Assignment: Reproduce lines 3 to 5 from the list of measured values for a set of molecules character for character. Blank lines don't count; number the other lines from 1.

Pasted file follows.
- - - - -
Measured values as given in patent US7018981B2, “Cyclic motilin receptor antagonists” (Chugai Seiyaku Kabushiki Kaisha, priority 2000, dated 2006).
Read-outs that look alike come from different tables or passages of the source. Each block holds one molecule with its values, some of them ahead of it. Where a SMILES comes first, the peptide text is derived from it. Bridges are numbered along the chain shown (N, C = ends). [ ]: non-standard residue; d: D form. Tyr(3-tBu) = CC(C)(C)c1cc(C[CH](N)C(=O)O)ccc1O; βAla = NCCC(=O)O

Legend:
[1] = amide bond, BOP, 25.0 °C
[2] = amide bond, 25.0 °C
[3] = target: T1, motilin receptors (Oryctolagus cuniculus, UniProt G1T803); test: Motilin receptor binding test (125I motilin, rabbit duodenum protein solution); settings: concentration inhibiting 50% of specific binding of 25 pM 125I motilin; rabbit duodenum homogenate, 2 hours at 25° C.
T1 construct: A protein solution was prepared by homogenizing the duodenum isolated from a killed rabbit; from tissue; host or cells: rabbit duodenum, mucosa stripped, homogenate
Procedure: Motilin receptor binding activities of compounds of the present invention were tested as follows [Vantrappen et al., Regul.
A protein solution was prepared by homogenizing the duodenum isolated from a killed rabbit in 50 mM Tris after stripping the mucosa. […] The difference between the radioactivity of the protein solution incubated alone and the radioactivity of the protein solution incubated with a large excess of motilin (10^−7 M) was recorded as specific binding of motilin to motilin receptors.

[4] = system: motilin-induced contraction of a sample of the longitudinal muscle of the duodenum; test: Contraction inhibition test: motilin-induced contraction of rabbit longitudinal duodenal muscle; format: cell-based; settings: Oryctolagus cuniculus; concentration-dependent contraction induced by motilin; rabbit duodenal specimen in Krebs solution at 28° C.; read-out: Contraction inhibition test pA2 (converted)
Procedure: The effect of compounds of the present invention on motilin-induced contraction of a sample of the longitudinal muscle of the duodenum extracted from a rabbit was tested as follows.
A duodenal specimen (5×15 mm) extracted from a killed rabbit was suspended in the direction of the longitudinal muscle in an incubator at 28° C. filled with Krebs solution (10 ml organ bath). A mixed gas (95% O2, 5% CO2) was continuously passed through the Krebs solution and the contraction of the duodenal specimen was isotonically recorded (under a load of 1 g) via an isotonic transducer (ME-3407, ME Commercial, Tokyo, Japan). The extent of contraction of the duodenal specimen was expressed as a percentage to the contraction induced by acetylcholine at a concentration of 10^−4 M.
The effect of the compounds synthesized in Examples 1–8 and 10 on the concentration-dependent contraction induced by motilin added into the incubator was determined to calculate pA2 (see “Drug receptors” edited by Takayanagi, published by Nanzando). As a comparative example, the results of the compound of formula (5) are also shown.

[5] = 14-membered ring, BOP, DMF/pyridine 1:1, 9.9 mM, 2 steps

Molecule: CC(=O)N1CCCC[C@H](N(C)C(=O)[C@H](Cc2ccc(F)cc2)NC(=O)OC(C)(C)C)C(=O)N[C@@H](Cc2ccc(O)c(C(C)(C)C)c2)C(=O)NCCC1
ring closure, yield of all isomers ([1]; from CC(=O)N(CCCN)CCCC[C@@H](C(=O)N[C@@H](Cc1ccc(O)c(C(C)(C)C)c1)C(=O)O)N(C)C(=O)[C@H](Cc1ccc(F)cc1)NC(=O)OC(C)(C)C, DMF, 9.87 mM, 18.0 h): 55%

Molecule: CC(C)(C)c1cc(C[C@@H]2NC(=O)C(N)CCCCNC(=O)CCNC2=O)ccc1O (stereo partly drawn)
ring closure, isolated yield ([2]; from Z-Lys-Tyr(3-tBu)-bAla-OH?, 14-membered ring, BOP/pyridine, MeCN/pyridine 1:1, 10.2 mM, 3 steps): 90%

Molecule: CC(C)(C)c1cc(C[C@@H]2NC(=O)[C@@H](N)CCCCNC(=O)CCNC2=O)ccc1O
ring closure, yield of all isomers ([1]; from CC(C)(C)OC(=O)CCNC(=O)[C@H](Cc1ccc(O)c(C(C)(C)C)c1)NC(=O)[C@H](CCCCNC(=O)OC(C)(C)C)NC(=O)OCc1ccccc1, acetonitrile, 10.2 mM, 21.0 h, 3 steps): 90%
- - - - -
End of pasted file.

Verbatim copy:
Legend:
[1] = amide bond, BOP, 25.0 °C
[2] = amide bond, 25.0 °C